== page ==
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I have got 3 OSs on my laptop Latitude Dell D600 (Windows , FC3, Solaris 10) I have got no problem to boot in any of these 3 OSs. After ...
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  1. #1
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    Repair file system


    I have got 3 OSs on my laptop Latitude Dell D600 (Windows , FC3, Solaris 10)

    I have got no problem to boot in any of these 3 OSs.

    After while I tried to boot into linux I received this error message :

    Run 'setenforce 1' to reenable.

    Give root password for maintenance (or type Control-D to continue):

    Repair file system1#




    After I spent one hour of googling I found this :

    ((If the system crashes (due to power outage etc...) then upon boot the system will check if the disk was unmounted cleanly. If not you may get the following message:
    Unexpected inconsistency; Run fsck Manually
    ...
    *** An error occurred during the file system check.
    *** Dropping you to a shell; the system will reboot

    Give root password for maintenance
    (or type Control-D for normal startup):
    At this point enter the root password then run fsck:
    (repair file system) 1# fsck -A -y

    ***** FILE SYSTEM WAS MODIFIED *****
    (repair file system) 2# exit ))

    The link for above is this :

    http://www.yolinux.com/TUTORIALS/Lin...lSysAdmin.html


    I run the command : fsck -A -y then--------According to what the link advised

    I rebooted the laptop, I received this error message:

    mkrootdedv: label / not found
    mount: error 2 mounting ext3
    mount: error 2 mounting none
    switchroot: mount failed:22
    umount /initrd/dev failed:2
    kernel panic. not syncing
    Attempted to kinll init!

    What should I do to solve this issue?

  2. #2
    Linux Guru anomie's Avatar
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    What does your /etc/fstab look like?

    Just so I didn't miss anything, your / filesystem was not mounted when you ran fsck, correct? (I know you ran it in single user mode; I just want to be sure.)

  3. #3
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    I booted my linux box through CD1 and then "F5" for rescue mode, and then command : "linux rescue", and then I tried vi /etc/fstab...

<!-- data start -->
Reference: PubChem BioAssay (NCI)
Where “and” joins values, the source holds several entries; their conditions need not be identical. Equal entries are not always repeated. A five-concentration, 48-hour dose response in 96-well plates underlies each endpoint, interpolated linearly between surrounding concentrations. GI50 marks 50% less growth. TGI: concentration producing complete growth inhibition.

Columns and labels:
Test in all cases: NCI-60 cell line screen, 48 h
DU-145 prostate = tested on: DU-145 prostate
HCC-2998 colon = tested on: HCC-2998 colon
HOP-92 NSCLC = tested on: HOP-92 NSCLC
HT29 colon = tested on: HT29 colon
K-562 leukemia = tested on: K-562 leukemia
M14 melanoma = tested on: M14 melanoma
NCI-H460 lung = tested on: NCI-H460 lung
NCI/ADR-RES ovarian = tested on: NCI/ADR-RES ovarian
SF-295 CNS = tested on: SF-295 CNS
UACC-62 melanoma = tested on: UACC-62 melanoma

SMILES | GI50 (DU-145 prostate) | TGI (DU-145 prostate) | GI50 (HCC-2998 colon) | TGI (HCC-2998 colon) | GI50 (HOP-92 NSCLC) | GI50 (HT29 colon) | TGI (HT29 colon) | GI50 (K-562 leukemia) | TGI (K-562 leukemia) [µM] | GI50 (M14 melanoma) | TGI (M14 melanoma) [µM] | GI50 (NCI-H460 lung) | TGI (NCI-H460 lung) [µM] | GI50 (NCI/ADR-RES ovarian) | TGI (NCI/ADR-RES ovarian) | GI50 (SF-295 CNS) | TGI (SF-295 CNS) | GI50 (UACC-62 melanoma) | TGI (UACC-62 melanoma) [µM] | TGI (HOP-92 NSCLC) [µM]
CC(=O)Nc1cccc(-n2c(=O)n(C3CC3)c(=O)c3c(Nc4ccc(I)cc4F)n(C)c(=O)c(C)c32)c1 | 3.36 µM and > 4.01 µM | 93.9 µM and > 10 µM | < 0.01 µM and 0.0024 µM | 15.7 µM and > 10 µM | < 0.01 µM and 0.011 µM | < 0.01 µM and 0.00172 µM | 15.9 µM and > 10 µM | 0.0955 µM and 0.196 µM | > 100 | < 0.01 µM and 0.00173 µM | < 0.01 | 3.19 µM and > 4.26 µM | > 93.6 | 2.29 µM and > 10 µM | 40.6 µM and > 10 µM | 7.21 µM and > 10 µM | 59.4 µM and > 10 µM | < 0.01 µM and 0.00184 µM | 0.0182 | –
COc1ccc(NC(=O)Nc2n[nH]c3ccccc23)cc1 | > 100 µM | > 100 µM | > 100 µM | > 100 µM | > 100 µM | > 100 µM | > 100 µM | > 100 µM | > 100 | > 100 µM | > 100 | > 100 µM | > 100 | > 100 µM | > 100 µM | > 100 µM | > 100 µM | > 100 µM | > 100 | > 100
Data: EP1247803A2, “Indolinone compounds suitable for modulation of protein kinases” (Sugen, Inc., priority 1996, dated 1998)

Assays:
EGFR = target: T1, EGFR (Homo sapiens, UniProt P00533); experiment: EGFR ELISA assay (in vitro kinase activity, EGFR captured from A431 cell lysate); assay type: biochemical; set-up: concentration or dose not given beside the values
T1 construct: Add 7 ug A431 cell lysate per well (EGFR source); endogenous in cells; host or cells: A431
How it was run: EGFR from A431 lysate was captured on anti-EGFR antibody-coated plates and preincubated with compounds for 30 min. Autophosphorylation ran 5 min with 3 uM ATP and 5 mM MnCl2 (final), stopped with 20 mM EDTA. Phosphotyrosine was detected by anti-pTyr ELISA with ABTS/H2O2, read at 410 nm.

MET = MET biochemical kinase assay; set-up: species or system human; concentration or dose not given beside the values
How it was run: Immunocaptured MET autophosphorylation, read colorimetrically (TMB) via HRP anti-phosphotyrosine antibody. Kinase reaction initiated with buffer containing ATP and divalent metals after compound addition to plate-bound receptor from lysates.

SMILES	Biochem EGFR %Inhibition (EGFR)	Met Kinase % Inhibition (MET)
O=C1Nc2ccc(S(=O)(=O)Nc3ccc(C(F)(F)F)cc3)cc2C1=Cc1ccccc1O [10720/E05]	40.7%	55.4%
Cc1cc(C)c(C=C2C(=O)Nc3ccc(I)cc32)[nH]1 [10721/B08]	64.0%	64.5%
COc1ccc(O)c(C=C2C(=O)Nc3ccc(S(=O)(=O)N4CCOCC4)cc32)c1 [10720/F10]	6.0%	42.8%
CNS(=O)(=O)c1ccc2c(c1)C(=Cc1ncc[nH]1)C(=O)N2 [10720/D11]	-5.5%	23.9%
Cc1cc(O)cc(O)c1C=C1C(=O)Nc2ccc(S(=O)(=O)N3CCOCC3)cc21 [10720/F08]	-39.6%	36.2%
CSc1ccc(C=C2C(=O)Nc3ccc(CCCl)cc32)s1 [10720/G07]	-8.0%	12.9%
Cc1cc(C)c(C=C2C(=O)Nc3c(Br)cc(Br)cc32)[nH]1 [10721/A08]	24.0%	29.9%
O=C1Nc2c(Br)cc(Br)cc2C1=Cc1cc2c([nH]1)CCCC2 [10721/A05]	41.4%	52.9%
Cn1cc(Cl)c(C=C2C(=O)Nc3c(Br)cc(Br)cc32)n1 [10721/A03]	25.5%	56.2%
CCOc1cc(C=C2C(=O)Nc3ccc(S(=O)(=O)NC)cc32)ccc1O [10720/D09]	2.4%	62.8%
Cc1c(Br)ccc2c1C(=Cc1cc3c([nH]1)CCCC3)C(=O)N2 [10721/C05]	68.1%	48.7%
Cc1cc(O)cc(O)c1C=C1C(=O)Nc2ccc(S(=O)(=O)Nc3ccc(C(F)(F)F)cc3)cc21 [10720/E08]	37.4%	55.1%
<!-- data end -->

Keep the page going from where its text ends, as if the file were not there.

I could not find file fstab,,,,,,,,,,,,.

  4. #4
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    Quote Originally Posted by zillah
    I could not find file fstab,,,,,,,,,,,,.
    You first need to mount the partition that has your root ( / ) directory on it:
    Code:
    Repair file system1#  mount /dev/hda2 /mnt/    <-assuming root is on hda2
    Repair file system2#  vi /etc/fstab    <-assuming you want to edit /etc/fstab&#58; if you just want to look at /etc/fstab&#58;
    Repair file system2#  more /etc/fstab
    But your /etc/fstab is probably okay. Try rescue mode again and run fsck without switches. The man pages for fsck show that using the '-A' switch requires fsck to be able to read /etc/fstab for which, the root partition would need to be mounted. So the -A switch is no good for fscking the root partition. I'm not sure where the -y switch came from. Bottom line:
    Code:
    Repair file system1#  fdisk -l    <-to see what partitions you have and which are Linux &#40;in case you haven't kept good notes....&#41;
    Repair file system2#  fsck /dev/hda2   <-or whatever hdxx for each of your Linux partitions.
    /IMHO
    //got nothin'
    ///this use to look better

  5. #5
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    Hi drakebasher

    Nice to hear your comment, I will try what you suggested.

  6. #6
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    This is what happend to me:

    1- Throught "My Computer" icon (windows OS), I can see (which I should not) the partition that is belong to linux (/usr)!!! but I can not (It should be like this) see the other Linux partitons /, /boot, /home.

    2- When I used (windows OS) the utility called "explore2fs" I was able to see (/, /boot, /home) but not /usr.!!!!


    3- I used FC3 CD1 and in the rescue mode, I found (fdisk -l) that the /usr partition is still type "ext3" with id 83.

    Now the problem when I boot into FC3, I received this erro message :

    fsck.ext3: Unable to resolve 'LABEL=/usr1' FAILED.


    *** An error occurred during the file system check.
    *** Dropping you to a shell; the system will reboot.
    *** When you leave the shell.
    *** Warning -- SELinux is active.
    *** Disabling security enforcement for system recovery.
    *** Run 'setenforce 1' to reenable.